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Take two: Guam's open government law supersedes confidentiality in public affairs

Updated: Jun 15

Moylan asks the court to rehear conflict-of-interest case


 By Mar-Vic Cagurangan

 

Attorney General Douglas Moylan today asked the Supreme Court of Guam to reconsider its May 31 judgment, which held that the chief legal officer owed his loyalty to the government.

 

In filing a petition for rehearing, Moylan said “particular points of law were overlooked” and thus needed clarification.

 

Moylan is seeking to contest the court’s declaration that the attorney general, as the chief legal counsel to government agencies, was bound by attorney-client privilege, which entailed confidentiality of any information related to his representation.


Douglas Moylan

“A confidential communication by the government cannot exist without written approval of the agency attorney – often the attorney general," Moylan argued. “In such context, the attorney general is a holder of the right to the privilege.”

 

The court’s decision was based on Gov. Lou Leon Guerrero’s request to clarify the attorney general’s duties under the Organic Act and to resolve the office’s conflicting dual role as the attorney for the government and the people of Guam.

 

The case stemmed from Moylan’s withdrawal of his legal representation of 22 agencies being investigated by his office.

 

Moylan said his office had the responsibility to take action if any anomaly in an agency is red-flagged during the process of representation.

 

“If an assistant attorney general working with a Guam agency official learns through conversation that a particular application for a contract was given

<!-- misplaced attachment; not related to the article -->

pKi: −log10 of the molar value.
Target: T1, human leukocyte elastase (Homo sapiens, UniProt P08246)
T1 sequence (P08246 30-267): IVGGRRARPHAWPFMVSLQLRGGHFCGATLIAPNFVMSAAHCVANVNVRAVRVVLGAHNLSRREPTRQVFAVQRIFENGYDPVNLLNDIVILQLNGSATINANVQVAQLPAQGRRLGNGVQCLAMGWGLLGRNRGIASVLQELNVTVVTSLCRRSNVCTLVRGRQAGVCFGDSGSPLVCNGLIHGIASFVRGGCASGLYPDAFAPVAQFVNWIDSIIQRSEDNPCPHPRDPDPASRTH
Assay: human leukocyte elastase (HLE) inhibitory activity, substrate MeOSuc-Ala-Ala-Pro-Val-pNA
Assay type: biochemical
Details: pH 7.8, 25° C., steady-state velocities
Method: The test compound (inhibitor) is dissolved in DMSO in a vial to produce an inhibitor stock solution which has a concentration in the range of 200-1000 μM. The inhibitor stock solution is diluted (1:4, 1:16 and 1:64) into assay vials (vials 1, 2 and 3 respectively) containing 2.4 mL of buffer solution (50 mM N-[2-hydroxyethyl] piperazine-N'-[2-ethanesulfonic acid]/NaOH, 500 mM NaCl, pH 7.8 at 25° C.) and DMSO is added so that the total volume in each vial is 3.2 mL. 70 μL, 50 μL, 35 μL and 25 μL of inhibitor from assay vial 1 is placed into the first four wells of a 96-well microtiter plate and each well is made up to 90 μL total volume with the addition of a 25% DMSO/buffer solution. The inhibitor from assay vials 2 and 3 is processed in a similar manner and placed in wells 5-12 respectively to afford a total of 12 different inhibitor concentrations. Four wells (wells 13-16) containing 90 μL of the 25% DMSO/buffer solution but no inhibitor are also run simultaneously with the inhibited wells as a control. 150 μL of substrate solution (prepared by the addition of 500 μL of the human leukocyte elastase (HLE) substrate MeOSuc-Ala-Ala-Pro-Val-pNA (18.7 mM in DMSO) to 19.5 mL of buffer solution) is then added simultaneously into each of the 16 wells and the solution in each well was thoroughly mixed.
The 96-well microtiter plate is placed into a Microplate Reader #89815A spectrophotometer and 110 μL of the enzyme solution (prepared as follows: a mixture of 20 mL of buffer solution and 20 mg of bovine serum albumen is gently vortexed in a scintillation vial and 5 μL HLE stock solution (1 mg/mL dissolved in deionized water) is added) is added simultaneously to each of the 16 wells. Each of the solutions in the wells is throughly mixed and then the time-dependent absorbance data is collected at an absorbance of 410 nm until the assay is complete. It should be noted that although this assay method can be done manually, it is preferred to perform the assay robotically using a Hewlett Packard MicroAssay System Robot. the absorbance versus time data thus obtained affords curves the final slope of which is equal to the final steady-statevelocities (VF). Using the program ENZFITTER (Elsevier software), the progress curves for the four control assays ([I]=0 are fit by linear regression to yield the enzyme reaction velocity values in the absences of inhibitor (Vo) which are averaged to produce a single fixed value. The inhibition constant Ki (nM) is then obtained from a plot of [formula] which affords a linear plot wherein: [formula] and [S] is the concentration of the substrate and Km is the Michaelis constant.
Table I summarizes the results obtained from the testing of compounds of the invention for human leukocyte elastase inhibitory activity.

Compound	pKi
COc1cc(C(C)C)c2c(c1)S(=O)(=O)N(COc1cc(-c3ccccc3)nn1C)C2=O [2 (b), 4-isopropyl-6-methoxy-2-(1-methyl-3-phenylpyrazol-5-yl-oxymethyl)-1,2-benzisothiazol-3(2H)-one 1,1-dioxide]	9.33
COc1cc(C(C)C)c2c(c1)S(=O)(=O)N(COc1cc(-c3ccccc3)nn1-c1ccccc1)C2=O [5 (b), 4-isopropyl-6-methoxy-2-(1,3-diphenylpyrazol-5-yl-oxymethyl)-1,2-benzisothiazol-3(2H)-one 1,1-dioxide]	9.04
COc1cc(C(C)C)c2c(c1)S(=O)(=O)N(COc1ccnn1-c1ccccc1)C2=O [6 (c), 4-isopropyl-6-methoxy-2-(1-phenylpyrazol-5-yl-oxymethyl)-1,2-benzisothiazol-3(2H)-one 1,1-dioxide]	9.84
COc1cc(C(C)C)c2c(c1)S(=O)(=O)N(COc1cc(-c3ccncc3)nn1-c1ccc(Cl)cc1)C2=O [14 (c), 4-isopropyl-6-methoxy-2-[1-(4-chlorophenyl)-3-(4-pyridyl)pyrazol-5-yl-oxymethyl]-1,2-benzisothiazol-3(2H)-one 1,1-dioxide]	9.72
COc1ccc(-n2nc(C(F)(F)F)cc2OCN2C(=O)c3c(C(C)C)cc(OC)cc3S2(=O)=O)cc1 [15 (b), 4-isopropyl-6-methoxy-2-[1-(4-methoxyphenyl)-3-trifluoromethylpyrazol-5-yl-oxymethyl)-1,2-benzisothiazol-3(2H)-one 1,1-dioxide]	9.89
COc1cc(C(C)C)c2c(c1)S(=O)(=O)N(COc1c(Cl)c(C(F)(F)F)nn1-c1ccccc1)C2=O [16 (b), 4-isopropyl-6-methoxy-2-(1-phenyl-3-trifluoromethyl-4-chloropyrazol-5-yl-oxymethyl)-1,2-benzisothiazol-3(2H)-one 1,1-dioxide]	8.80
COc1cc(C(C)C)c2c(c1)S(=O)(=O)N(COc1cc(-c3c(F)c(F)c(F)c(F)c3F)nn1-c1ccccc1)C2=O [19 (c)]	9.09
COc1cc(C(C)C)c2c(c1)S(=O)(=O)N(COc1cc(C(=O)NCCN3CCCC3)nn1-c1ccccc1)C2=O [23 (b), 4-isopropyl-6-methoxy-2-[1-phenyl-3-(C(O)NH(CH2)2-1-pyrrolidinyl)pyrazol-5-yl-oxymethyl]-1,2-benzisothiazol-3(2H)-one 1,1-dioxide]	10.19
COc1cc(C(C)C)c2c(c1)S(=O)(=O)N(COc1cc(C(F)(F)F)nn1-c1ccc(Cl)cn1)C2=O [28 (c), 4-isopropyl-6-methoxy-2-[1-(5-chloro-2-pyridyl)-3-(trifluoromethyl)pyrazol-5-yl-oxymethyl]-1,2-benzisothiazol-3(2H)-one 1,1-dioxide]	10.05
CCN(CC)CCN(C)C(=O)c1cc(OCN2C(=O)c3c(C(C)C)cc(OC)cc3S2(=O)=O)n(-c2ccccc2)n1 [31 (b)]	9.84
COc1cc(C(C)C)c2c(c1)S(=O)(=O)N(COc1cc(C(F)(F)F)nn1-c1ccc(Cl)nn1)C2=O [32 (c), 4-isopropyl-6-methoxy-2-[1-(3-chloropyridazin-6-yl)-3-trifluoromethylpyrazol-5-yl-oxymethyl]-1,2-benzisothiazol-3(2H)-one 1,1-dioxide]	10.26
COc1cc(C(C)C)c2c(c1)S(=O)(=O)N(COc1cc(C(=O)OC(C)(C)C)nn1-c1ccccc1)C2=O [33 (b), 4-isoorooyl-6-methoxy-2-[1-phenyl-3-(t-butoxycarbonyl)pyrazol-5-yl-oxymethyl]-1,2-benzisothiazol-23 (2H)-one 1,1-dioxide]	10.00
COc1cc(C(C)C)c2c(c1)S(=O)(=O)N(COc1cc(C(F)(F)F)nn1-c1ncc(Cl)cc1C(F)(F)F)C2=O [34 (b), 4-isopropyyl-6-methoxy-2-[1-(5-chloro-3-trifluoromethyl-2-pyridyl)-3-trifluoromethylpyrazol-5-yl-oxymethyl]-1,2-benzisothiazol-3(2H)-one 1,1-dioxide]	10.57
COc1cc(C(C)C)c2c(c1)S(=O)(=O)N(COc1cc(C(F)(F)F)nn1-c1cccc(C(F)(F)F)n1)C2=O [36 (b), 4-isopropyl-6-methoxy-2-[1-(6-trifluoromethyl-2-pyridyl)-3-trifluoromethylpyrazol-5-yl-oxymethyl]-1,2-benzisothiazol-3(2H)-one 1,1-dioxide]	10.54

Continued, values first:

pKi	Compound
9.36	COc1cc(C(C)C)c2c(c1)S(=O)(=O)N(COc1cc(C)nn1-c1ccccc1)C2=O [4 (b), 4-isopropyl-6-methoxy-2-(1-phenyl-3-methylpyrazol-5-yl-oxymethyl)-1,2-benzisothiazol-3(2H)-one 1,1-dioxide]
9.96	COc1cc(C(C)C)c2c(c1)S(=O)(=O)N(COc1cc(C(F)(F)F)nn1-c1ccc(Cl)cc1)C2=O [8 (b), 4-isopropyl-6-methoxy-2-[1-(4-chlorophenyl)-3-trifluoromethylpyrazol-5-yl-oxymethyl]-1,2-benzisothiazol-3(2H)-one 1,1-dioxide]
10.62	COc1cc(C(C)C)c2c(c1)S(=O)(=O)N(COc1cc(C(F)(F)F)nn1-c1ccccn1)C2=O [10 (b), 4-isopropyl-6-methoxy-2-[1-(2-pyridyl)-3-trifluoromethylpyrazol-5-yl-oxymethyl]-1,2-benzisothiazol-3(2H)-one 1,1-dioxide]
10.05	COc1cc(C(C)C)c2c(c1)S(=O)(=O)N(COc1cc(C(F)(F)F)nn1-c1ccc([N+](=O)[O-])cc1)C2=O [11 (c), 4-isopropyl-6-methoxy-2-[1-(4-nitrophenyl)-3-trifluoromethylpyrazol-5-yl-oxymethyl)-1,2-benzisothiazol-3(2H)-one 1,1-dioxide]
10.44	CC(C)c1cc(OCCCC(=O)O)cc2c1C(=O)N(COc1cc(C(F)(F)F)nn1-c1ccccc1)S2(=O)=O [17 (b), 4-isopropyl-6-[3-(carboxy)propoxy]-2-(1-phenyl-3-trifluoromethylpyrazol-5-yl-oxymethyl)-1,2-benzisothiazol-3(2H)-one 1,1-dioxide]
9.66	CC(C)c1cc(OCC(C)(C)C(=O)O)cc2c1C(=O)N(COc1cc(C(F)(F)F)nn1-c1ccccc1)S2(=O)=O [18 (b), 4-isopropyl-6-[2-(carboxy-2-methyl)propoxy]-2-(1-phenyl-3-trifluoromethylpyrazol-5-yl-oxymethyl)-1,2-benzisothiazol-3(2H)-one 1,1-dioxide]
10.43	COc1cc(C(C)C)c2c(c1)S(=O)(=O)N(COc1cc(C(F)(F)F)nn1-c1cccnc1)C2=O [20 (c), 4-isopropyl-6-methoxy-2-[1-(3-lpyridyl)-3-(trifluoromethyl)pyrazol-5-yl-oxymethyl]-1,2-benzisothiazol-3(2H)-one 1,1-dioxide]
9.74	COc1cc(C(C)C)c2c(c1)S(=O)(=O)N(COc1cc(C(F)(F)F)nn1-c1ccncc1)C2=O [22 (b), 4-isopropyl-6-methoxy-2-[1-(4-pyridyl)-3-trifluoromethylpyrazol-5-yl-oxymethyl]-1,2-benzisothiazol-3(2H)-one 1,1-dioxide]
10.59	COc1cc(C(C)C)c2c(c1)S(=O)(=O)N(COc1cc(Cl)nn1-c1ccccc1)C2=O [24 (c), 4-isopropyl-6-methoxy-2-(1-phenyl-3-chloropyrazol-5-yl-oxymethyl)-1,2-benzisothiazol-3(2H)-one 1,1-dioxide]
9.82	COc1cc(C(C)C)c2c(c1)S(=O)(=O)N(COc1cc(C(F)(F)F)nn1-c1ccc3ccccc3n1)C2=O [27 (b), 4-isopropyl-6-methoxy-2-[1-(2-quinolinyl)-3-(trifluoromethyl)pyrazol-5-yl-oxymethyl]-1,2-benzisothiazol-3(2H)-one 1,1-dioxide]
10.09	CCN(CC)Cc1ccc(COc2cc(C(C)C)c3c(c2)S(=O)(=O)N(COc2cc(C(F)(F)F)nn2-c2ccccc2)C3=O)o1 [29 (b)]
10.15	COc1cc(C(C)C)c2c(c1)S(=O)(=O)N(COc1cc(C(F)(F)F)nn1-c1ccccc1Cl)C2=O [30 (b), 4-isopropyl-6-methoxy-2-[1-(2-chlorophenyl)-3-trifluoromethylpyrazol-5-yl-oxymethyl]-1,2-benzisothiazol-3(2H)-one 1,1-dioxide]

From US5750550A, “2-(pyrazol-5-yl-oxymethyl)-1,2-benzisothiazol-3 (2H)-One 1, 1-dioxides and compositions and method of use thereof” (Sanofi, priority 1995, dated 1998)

priority due to a previously undisclosed financial relationship with the official, then that assistant attorney general is duty-bound to report such illegal activity to the attorney general or other law enforcement in order to protect the agency and the people of Guam." he argued.


Government agencies, Moylan added, are subject to the Open Government Act and the Freedom of Information Act, which were both enacted to ensure transparency in government affairs.


“There is no expectation of privacy or attorney-client privilege of a government agency or official outside the provisions of the open government law,” Moylan said.


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He pointed out that the Guam legislature enacted transparency laws to ensure that policy-making decisions are open to the public and not done behind closed doors.

 

Moylan noted that in private practice, the individual private client is entitled to confidentiality, which means that the attorney could not disclose any information without violating professional obligations.

 

“However, in the government attorney context, the attorney serves the agency, and not the individual who temporarily occupies one of its offices,” he said.

 

“The attorney general may waive the attorney-client privilege of a government organization when such waiver is necessary for the enforcement of the laws of Guam, the preservation of order, and the protection of public rights and interests,” Moylan argued.


While some discussions may be done in executive sessions, Moylan said communication between an agency and its attorney must meet certain criteria to qualify as privileged. It must, for example, be directly related to ongoing litigation and the executive sessions must be sanctioned by the board.





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